Would you drive all the way from Maryland to California to try to get your Facebook account reinstated? That’s what Karen Beth Young did but apparently this wasn’t enough to impress the Facebook receptionist on duty. “Oh, people have driven farther than you, from Canada,” she was reportedly told, according to this Forbes story.
It’s nothing new for people to get banned on Facebook for various reasons, including if the site deems that you are harassing or spamming other members. But Young is taking it one step further – after her direct appeal to Facebook failed, she has now turned to the court system.
Young has filed a lawsuit in the Superior Court of California – you can see details of her August complaint here. She is alleging breach of contract, violation of her constitutional rights, and violation of the Americans with Disabilities Act – Young has bipolar disorder.
Facebook’s lawyers at Orrick have filed a motion to dismiss the case. A spokesperson told Forbes the lawsuit was “without merit” and the company would “fight it vigorously”. The spokesperson would not comment on why Young’s account was disabled, citing Facebook’s privacy policies.
It seems likely that Young was banned for the unconventional way she used Facebook. The Shepherd University sudent joined Facebook in February 2010 and a few months later, by the time her account was disabled, she had over 4,000 friends. She used the site to help promote her cancer awareness efforts and freely admits that she friended people she did not know in real life but who she thought would be interested in the cancer awareness cause. When her account was disabled, she reached out to Facebook and got this response from “The Facebook Team”:
Your account was disabled because your behavior on the site was identified as harassing or threatening to other people on Facebook. Prohibited behavior includes, but is not limited to:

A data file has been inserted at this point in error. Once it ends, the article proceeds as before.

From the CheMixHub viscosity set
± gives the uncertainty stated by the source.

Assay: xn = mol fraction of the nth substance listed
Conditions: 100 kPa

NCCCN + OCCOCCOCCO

• Sending friend requests to people you don’t know
• Regularly contacting strangers through unsolicited Inbox messages
• Soliciting others for dating or business purposes
After reviewing your situation, we have determined that your behavior violated Facebook’s Statement of Rights and Responsibilities. You will no longer be able to use Facebook. This decision is final and cannot be appealed.
Young has indicated she doesn’t want to start a new account, since this would be against Facebook’s rules anyway and she wants her old contacts and groups back.
It sounds like it could be an interesting case if it goes to trial. Young does not have a lawyer but tech law professor Eric Goldman told Forbes there had been “a groundswell of ADA litigation against websites and a court could have sympathy for the plaintiff”.
But have we really reached a point where access to Facebook is considered a human right? Isn’t the site entitled to ban people for their behavior, regardless of whether they have a disability? I thought equal treatment was the goal.
On the other hand, Facebook’s policies are opaque and somewhat byzantine – for example, did you know that you can’t export your data?. At the very least, there should be a clear and fair appeals process if someone gets banned. At 500 million members, Facebook is no longer just another website, it’s increasingly essential to a 21st century social life. Perhaps there is a human rights argument after all?